Aggressive tax planning of large multinationals and risks

The aggressive tax planning of large multinational groups, often with the direct or indirect support of the tax administrations of some states, even within the EU, led the OECD member states to take measures and decisions to curb the phenomena of tax evasion and tax avoidance.

These are the 15 known actions to tackle Base Erosion and Profit Shifting (BEPS), the main pillar of which is taxation of profits in the state where they are actually created and not in the country where a business has formally been set up. 

In this context, the substance overrides the form and therefore, what is being considered is whether a company really has the status (personnel, infrastructure, know-how, equipment, etc.) required to conduct business, which it relies on. Otherwise, if a company is just a "shell" without real business activity, profits should be paid back to the country where they are actually created.

Furthermore, the actions are governed by the principle of transparency, which includes the obligation to exchange information between states on rulings on privileged regimes, the provision of more detailed information in the context of intra-group transactions, the disclosure of aggressive tax planning agreements etc.

Greek tax legislation has already adopted internationally enforced rules and practices, providing tax authorities with significant "weapons" in order to deal with phenomena such as tax planning, tax evasion and tax avoidance with more complete legal coverage than in the past.

In this context, before a Greek company decides to "move" (typically and not essentially) abroad, it should take into account the following:

• An enterprise, even if it is established in another country, is taxed in Greece, since its real administration is exercised in Greece. The "place of effective administration" shall be judged on the basis of facts and circumstances, taking into account in particular the place of day-to-day administration and strategic decisions, the place of the annual general meeting of shareholders or members, the place of books and records, the place of meetings of the administration, the domicile of the members of the administration, the domicile of the majority of shareholders or partners, etc.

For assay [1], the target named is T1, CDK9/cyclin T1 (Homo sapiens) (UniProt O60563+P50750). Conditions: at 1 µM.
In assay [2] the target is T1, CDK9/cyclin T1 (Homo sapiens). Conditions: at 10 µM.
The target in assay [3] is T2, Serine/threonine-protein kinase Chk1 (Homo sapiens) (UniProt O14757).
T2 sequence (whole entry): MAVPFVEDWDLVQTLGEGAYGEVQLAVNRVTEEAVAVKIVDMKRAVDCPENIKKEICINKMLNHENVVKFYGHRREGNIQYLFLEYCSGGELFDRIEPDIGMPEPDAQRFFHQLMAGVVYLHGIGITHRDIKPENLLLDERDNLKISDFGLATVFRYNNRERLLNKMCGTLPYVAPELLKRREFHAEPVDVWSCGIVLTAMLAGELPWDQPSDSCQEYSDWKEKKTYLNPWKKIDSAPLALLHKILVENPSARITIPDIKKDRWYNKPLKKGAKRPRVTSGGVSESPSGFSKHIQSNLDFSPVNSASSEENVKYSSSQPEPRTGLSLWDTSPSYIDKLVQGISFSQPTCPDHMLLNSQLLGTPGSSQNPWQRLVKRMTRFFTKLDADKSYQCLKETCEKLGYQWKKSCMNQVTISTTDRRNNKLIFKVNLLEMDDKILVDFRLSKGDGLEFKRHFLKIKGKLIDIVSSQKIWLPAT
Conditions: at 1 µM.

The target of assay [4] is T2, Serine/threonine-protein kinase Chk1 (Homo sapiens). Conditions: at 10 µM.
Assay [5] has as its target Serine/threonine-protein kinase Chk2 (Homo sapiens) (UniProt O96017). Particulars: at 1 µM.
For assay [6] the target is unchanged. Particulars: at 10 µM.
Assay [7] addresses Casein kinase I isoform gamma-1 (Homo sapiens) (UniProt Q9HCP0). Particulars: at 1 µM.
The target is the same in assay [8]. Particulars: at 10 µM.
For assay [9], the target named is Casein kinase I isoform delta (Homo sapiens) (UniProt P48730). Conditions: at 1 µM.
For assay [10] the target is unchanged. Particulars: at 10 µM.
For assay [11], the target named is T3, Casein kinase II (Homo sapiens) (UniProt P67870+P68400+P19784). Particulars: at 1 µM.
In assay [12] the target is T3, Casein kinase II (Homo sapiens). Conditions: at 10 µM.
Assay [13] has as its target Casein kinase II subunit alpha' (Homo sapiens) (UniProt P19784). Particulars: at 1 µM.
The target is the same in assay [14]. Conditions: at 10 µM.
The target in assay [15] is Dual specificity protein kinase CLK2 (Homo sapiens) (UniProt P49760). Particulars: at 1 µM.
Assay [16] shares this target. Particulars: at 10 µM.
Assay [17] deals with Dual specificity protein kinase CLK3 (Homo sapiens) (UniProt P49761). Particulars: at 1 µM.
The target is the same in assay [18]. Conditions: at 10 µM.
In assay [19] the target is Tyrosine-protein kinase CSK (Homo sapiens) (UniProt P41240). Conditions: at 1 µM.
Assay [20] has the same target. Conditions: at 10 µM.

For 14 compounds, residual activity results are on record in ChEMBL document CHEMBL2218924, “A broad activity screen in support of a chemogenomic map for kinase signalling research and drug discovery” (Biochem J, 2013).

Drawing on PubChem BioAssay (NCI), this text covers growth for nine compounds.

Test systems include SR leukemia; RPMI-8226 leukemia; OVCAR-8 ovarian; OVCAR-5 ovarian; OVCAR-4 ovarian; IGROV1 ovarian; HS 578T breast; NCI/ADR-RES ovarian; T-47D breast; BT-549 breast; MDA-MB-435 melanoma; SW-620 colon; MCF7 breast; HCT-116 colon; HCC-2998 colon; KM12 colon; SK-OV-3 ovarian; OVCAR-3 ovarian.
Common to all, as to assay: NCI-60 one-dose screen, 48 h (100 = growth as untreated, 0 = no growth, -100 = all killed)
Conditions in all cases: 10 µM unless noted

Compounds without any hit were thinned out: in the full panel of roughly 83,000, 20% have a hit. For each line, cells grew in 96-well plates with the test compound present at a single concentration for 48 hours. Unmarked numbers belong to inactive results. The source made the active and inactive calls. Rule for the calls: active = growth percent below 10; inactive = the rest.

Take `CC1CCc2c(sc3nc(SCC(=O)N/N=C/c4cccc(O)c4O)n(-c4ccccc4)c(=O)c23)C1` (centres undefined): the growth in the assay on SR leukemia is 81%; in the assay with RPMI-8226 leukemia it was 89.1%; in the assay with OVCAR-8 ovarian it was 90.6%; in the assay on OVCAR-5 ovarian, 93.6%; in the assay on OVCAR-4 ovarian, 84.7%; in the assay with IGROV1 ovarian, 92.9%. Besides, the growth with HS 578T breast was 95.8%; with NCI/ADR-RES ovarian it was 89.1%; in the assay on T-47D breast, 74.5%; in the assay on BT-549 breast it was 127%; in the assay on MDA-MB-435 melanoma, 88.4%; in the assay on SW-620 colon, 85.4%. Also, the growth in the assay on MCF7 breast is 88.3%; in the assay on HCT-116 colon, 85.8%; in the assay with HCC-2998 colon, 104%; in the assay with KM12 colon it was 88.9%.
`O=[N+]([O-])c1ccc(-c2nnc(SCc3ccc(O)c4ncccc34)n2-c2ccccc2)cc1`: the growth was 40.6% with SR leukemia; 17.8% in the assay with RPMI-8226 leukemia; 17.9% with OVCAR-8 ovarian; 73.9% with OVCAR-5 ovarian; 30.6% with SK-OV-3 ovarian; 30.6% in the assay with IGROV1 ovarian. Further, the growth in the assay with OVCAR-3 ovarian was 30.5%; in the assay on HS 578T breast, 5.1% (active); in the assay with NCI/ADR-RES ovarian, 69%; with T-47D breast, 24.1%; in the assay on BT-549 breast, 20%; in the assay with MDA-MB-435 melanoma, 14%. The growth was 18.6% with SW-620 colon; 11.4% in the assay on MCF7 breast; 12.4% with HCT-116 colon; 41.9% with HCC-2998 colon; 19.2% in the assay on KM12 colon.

• Tax audit may disregard any artificial arrangement aimed at avoiding taxation and results in a tax advantage. Settlement (transaction, agreement, event, etc.) is artificial if it is devoid of economic or commercial substance and in this case the tax authorities may ignore it and impose the tax due as if that arrangement did not exist.

• Under certain conditions, a tax resident in Greece may be taxed on the undistributed income of a company in which he / she is a resident and which is established and taxed in a state with a preferential tax status (e.g. Cyprus, Bulgaria, etc.) or a non-cooperative state (e.g. Hong Kong, FYROM). It concerns mainly cases where the income of the foreign company is "passive", namely dividends, rights, interest, rents, etc. and derives to a significant extent from invoicing to taxable persons (natural or legal).

It is obvious that now any tax planning should take into account the above basic principles. Furthermore, taxpayers should be aware that the tax authorities of the States have the possibility and the obligation, upon request, to exchange information about their taxpayers, while the mechanism for the automatic exchange of financial information (e.g. balances of bank accounts) between the tax authorities of the EU Member States, as well as other countries.

G. Samothrakis, J. Panou
Posted on Sunday newspaper, "Kathimerini", 10/06/2018

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